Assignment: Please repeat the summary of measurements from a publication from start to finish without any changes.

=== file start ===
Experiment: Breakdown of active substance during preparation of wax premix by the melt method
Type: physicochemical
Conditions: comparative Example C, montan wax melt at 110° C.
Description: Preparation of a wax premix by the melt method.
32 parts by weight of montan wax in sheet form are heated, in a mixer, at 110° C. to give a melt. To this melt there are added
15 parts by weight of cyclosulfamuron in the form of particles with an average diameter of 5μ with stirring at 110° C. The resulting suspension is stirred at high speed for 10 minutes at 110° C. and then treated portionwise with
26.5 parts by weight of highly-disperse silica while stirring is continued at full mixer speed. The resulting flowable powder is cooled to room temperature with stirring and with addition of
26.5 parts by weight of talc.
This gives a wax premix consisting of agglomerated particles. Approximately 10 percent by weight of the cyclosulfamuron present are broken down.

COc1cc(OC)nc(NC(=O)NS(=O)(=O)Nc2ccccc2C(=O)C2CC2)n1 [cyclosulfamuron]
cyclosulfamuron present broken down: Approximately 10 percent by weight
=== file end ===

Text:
Experiment: Breakdown of active substance during preparation of wax premix by the melt method
Type: physicochemical
Conditions: comparative Example C, montan wax melt at 110° C.
Description: Preparation of a wax premix by the melt method.
32 parts by weight of montan wax in sheet form are heated, in a mixer, at 110° C. to give a melt. To this melt there are added
15 parts by weight of cyclosulfamuron in the form of particles with an average diameter of 5μ with stirring at 110° C. The resulting suspension is stirred at high speed for 10 minutes at 110° C. and then treated portionwise with
26.5 parts by weight of highly-disperse silica while stirring is continued at full mixer speed. The resulting flowable powder is cooled to room temperature with stirring and with addition of
26.5 parts by weight of talc.
This gives a wax premix consisting of agglomerated particles. Approximately 10 percent by weight of the cyclosulfamuron present are broken down.

COc1cc(OC)nc(NC(=O)NS(=O)(=O)Nc2ccccc2C(=O)C2CC2)n1 [cyclosulfamuron]
cyclosulfamuron present broken down: Approximately 10 percent by weight